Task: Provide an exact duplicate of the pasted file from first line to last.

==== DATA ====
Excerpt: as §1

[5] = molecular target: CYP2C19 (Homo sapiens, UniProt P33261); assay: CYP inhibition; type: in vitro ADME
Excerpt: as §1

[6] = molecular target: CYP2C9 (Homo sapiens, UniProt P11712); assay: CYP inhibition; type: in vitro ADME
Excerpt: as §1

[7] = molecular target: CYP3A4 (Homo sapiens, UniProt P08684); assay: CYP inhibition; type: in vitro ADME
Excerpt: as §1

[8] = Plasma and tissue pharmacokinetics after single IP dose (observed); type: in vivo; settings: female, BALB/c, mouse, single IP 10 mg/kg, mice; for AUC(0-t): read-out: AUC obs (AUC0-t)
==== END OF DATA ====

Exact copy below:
Excerpt: as §1

[5] = molecular target: CYP2C19 (Homo sapiens, UniProt P33261); assay: CYP inhibition; type: in vitro ADME
Excerpt: as §1

[6] = molecular target: CYP2C9 (Homo sapiens, UniProt P11712); assay: CYP inhibition; type: in vitro ADME
Excerpt: as §1

[7] = molecular target: CYP3A4 (Homo sapiens, UniProt P08684); assay: CYP inhibition; type: in vitro ADME
Excerpt: as §1

[8] = Plasma and tissue pharmacokinetics after single IP dose (observed); type: in vivo; settings: female, BALB/c, mouse, single IP 10 mg/kg, mice; for AUC(0-t): read-out: AUC obs (AUC0-t)